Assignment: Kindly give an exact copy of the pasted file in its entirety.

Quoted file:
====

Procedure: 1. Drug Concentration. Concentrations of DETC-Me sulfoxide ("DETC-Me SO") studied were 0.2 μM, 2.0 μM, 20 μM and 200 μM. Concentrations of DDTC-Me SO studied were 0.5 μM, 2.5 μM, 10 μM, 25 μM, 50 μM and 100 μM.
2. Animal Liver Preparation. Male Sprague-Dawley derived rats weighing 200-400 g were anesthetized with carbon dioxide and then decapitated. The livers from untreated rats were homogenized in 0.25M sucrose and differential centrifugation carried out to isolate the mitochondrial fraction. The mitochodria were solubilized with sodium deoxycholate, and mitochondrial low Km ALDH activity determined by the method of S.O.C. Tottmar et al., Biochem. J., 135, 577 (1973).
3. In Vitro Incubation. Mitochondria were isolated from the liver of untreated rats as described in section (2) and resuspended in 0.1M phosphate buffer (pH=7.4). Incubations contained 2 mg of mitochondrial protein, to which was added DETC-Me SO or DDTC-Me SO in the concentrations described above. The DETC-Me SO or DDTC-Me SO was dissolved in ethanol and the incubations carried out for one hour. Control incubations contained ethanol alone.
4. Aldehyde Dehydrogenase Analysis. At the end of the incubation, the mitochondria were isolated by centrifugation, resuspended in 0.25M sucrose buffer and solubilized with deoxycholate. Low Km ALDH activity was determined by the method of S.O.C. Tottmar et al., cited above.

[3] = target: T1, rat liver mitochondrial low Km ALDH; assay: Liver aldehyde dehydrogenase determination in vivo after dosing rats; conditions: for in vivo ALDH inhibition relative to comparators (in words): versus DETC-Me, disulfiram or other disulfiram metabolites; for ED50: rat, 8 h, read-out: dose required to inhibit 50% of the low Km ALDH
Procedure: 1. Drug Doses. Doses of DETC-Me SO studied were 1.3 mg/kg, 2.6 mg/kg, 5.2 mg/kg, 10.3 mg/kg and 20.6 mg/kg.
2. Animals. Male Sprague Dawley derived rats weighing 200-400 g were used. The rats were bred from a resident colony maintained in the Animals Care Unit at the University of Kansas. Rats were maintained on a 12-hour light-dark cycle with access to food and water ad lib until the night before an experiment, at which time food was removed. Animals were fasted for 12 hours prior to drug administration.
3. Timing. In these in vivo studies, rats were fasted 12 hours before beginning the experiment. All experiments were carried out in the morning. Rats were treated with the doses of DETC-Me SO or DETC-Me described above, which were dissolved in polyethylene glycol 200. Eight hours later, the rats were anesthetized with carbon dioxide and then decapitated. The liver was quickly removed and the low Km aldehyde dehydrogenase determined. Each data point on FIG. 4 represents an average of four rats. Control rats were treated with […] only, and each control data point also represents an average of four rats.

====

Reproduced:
Procedure: 1. Drug Concentration. Concentrations of DETC-Me sulfoxide ("DETC-Me SO") studied were 0.2 μM, 2.0 μM, 20 μM and 200 μM. Concentrations of DDTC-Me SO studied were 0.5 μM, 2.5 μM, 10 μM, 25 μM, 50 μM and 100 μM.
2. Animal Liver Preparation. Male Sprague-Dawley derived rats weighing 200-400 g were anesthetized with carbon dioxide and then decapitated. The livers from untreated rats were homogenized in 0.25M sucrose and differential centrifugation carried out to isolate the mitochondrial fraction. The mitochodria were solubilized with sodium deoxycholate, and mitochondrial low Km ALDH activity determined by the method of S.O.C. Tottmar et al., Biochem. J., 135, 577 (1973).
3. In Vitro Incubation. Mitochondria were isolated from the liver of untreated rats as described in section (2) and resuspended in 0.1M phosphate buffer (pH=7.4). Incubations contained 2 mg of mitochondrial protein, to which was added DETC-Me SO or DDTC-Me SO in the concentrations described above. The DETC-Me SO or DDTC-Me SO was dissolved in ethanol and the incubations carried out for one hour. Control incubations contained ethanol alone.
4. Aldehyde Dehydrogenase Analysis. At the end of the incubation, the mitochondria were isolated by centrifugation, resuspended in 0.25M sucrose buffer and solubilized with deoxycholate. Low Km ALDH activity was determined by the method of S.O.C. Tottmar et al., cited above.

[3] = target: T1, rat liver mitochondrial low Km ALDH; assay: Liver aldehyde dehydrogenase determination in vivo after dosing rats; conditions: for in vivo ALDH inhibition relative to comparators (in words): versus DETC-Me, disulfiram or other disulfiram metabolites; for ED50: rat, 8 h, read-out: dose required to inhibit 50% of the low Km ALDH
Procedure: 1. Drug Doses. Doses of DETC-Me SO studied were 1.3 mg/kg, 2.6 mg/kg, 5.2 mg/kg, 10.3 mg/kg and 20.6 mg/kg.
2. Animals. Male Sprague Dawley derived rats weighing 200-400 g were used. The rats were bred from a resident colony maintained in the Animals Care Unit at the University of Kansas. Rats were maintained on a 12-hour light-dark cycle with access to food and water ad lib until the night before an experiment, at which time food was removed. Animals were fasted for 12 hours prior to drug administration.
3. Timing. In these in vivo studies, rats were fasted 12 hours before beginning the experiment. All experiments were carried out in the morning. Rats were treated with the doses of DETC-Me SO or DETC-Me described above, which were dissolved in polyethylene glycol 200. Eight hours later, the rats were anesthetized with carbon dioxide and then decapitated. The liver was quickly removed and the low Km aldehyde dehydrogenase determined. Each data point on FIG. 4 represents an average of four rats. Control rats were treated with […] only, and each control data point also represents an average of four rats.